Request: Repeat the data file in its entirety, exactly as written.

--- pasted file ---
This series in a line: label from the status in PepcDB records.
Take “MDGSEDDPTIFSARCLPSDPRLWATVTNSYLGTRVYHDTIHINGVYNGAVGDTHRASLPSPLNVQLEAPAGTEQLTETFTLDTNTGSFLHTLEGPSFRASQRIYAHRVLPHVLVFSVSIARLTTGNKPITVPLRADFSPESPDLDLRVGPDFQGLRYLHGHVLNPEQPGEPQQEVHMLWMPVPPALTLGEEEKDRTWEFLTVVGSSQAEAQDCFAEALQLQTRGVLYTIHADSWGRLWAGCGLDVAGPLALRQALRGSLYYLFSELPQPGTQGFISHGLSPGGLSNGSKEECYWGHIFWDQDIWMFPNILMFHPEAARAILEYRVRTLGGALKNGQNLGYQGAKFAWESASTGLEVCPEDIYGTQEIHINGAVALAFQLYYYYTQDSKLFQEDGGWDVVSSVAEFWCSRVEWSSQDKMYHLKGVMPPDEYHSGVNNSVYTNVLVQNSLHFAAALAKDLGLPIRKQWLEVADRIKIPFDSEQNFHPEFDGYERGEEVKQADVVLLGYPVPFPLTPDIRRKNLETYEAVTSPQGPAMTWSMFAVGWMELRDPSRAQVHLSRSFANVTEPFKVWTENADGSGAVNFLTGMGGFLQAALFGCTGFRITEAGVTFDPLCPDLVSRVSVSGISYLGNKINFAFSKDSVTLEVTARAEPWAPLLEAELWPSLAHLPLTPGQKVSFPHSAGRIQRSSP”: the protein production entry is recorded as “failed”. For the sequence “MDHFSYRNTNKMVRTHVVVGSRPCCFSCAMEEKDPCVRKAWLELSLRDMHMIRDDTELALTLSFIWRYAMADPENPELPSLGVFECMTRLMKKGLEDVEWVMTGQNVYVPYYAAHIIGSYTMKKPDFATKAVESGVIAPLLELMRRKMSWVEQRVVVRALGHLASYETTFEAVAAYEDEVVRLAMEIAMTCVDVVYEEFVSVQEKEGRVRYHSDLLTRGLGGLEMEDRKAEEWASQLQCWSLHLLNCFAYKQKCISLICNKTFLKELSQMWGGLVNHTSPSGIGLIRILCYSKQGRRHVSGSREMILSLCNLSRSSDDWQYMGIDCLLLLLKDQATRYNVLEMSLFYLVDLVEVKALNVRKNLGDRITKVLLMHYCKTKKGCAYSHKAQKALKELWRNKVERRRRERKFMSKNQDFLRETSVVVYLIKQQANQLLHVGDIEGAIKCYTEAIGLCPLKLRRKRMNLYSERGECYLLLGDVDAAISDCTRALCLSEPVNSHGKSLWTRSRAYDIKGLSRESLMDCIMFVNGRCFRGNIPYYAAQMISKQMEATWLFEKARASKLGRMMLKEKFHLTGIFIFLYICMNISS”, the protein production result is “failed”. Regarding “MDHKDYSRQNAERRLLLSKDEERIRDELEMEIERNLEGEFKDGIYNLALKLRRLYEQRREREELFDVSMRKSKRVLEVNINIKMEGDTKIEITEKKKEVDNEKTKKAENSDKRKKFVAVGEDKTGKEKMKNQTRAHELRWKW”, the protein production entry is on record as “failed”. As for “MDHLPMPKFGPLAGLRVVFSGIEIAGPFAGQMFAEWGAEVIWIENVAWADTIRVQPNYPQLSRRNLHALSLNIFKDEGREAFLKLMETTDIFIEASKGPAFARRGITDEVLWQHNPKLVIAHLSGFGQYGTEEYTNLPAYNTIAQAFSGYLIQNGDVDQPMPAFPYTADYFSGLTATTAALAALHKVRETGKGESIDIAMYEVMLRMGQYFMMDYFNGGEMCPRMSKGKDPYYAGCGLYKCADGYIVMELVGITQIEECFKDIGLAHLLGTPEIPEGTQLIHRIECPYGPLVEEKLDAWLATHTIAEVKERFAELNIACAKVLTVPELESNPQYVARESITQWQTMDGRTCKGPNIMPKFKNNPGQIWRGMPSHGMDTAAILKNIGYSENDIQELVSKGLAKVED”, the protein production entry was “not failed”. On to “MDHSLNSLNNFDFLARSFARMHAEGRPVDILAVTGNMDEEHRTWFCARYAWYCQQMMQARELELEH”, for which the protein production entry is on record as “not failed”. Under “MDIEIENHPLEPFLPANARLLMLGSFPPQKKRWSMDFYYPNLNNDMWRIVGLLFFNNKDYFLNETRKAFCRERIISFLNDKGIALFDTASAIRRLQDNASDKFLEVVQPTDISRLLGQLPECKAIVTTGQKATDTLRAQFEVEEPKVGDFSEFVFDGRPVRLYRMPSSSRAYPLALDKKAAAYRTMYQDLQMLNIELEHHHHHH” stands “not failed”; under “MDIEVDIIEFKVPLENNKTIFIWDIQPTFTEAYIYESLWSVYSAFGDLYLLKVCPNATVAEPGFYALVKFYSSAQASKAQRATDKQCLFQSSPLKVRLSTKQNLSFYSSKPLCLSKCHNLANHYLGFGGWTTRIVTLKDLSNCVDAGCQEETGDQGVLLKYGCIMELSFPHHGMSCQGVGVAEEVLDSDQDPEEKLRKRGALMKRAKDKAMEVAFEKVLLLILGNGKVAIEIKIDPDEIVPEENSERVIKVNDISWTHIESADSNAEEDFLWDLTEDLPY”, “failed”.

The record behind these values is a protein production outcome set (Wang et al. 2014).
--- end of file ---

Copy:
This series in a line: label from the status in PepcDB records.
Take “MDGSEDDPTIFSARCLPSDPRLWATVTNSYLGTRVYHDTIHINGVYNGAVGDTHRASLPSPLNVQLEAPAGTEQLTETFTLDTNTGSFLHTLEGPSFRASQRIYAHRVLPHVLVFSVSIARLTTGNKPITVPLRADFSPESPDLDLRVGPDFQGLRYLHGHVLNPEQPGEPQQEVHMLWMPVPPALTLGEEEKDRTWEFLTVVGSSQAEAQDCFAEALQLQTRGVLYTIHADSWGRLWAGCGLDVAGPLALRQALRGSLYYLFSELPQPGTQGFISHGLSPGGLSNGSKEECYWGHIFWDQDIWMFPNILMFHPEAARAILEYRVRTLGGALKNGQNLGYQGAKFAWESASTGLEVCPEDIYGTQEIHINGAVALAFQLYYYYTQDSKLFQEDGGWDVVSSVAEFWCSRVEWSSQDKMYHLKGVMPPDEYHSGVNNSVYTNVLVQNSLHFAAALAKDLGLPIRKQWLEVADRIKIPFDSEQNFHPEFDGYERGEEVKQADVVLLGYPVPFPLTPDIRRKNLETYEAVTSPQGPAMTWSMFAVGWMELRDPSRAQVHLSRSFANVTEPFKVWTENADGSGAVNFLTGMGGFLQAALFGCTGFRITEAGVTFDPLCPDLVSRVSVSGISYLGNKINFAFSKDSVTLEVTARAEPWAPLLEAELWPSLAHLPLTPGQKVSFPHSAGRIQRSSP”: the protein production entry is recorded as “failed”. For the sequence “MDHFSYRNTNKMVRTHVVVGSRPCCFSCAMEEKDPCVRKAWLELSLRDMHMIRDDTELALTLSFIWRYAMADPENPELPSLGVFECMTRLMKKGLEDVEWVMTGQNVYVPYYAAHIIGSYTMKKPDFATKAVESGVIAPLLELMRRKMSWVEQRVVVRALGHLASYETTFEAVAAYEDEVVRLAMEIAMTCVDVVYEEFVSVQEKEGRVRYHSDLLTRGLGGLEMEDRKAEEWASQLQCWSLHLLNCFAYKQKCISLICNKTFLKELSQMWGGLVNHTSPSGIGLIRILCYSKQGRRHVSGSREMILSLCNLSRSSDDWQYMGIDCLLLLLKDQATRYNVLEMSLFYLVDLVEVKALNVRKNLGDRITKVLLMHYCKTKKGCAYSHKAQKALKELWRNKVERRRRERKFMSKNQDFLRETSVVVYLIKQQANQLLHVGDIEGAIKCYTEAIGLCPLKLRRKRMNLYSERGECYLLLGDVDAAISDCTRALCLSEPVNSHGKSLWTRSRAYDIKGLSRESLMDCIMFVNGRCFRGNIPYYAAQMISKQMEATWLFEKARASKLGRMMLKEKFHLTGIFIFLYICMNISS”, the protein production result is “failed”. Regarding “MDHKDYSRQNAERRLLLSKDEERIRDELEMEIERNLEGEFKDGIYNLALKLRRLYEQRREREELFDVSMRKSKRVLEVNINIKMEGDTKIEITEKKKEVDNEKTKKAENSDKRKKFVAVGEDKTGKEKMKNQTRAHELRWKW”, the protein production entry is on record as “failed”. As for “MDHLPMPKFGPLAGLRVVFSGIEIAGPFAGQMFAEWGAEVIWIENVAWADTIRVQPNYPQLSRRNLHALSLNIFKDEGREAFLKLMETTDIFIEASKGPAFARRGITDEVLWQHNPKLVIAHLSGFGQYGTEEYTNLPAYNTIAQAFSGYLIQNGDVDQPMPAFPYTADYFSGLTATTAALAALHKVRETGKGESIDIAMYEVMLRMGQYFMMDYFNGGEMCPRMSKGKDPYYAGCGLYKCADGYIVMELVGITQIEECFKDIGLAHLLGTPEIPEGTQLIHRIECPYGPLVEEKLDAWLATHTIAEVKERFAELNIACAKVLTVPELESNPQYVARESITQWQTMDGRTCKGPNIMPKFKNNPGQIWRGMPSHGMDTAAILKNIGYSENDIQELVSKGLAKVED”, the protein production entry was “not failed”. On to “MDHSLNSLNNFDFLARSFARMHAEGRPVDILAVTGNMDEEHRTWFCARYAWYCQQMMQARELELEH”, for which the protein production entry is on record as “not failed”. Under “MDIEIENHPLEPFLPANARLLMLGSFPPQKKRWSMDFYYPNLNNDMWRIVGLLFFNNKDYFLNETRKAFCRERIISFLNDKGIALFDTASAIRRLQDNASDKFLEVVQPTDISRLLGQLPECKAIVTTGQKATDTLRAQFEVEEPKVGDFSEFVFDGRPVRLYRMPSSSRAYPLALDKKAAAYRTMYQDLQMLNIELEHHHHHH” stands “not failed”; under “MDIEVDIIEFKVPLENNKTIFIWDIQPTFTEAYIYESLWSVYSAFGDLYLLKVCPNATVAEPGFYALVKFYSSAQASKAQRATDKQCLFQSSPLKVRLSTKQNLSFYSSKPLCLSKCHNLANHYLGFGGWTTRIVTLKDLSNCVDAGCQEETGDQGVLLKYGCIMELSFPHHGMSCQGVGVAEEVLDSDQDPEEKLRKRGALMKRAKDKAMEVAFEKVLLLILGNGKVAIEIKIDPDEIVPEENSERVIKVNDISWTHIESADSNAEEDFLWDLTEDLPY”, “failed”.

The record behind these values is a protein production outcome set (Wang et al. 2014).